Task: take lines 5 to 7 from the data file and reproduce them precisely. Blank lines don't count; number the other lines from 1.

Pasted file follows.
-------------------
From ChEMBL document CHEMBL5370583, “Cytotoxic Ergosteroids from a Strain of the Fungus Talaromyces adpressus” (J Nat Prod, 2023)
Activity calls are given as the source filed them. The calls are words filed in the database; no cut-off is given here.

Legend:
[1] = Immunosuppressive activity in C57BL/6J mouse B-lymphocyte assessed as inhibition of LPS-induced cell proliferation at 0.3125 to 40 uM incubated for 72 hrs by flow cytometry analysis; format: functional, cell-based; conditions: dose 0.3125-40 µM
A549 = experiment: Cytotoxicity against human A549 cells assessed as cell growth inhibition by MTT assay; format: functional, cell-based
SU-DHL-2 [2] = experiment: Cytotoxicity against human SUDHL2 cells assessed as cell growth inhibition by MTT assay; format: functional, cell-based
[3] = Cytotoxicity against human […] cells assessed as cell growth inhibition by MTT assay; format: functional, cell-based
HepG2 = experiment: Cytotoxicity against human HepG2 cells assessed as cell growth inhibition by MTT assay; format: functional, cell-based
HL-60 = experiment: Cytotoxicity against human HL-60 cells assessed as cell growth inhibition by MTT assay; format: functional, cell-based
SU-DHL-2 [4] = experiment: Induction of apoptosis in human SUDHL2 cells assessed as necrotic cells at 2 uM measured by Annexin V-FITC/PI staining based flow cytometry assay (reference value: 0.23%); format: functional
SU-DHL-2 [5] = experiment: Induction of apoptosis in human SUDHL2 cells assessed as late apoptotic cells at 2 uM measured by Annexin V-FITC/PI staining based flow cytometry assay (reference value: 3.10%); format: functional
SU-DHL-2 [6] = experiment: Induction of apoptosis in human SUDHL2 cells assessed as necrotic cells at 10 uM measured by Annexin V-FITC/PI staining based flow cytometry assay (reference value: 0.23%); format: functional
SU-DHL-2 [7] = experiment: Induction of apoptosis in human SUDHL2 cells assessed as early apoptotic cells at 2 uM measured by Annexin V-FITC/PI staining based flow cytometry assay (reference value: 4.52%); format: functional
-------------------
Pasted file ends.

A549 = experiment: Cytotoxicity against human A549 cells assessed as cell growth inhibition by MTT assay; format: functional, cell-based
SU-DHL-2 [2] = experiment: Cytotoxicity against human SUDHL2 cells assessed as cell growth inhibition by MTT assay; format: functional, cell-based
[3] = Cytotoxicity against human […] cells assessed as cell growth inhibition by MTT assay; format: functional, cell-based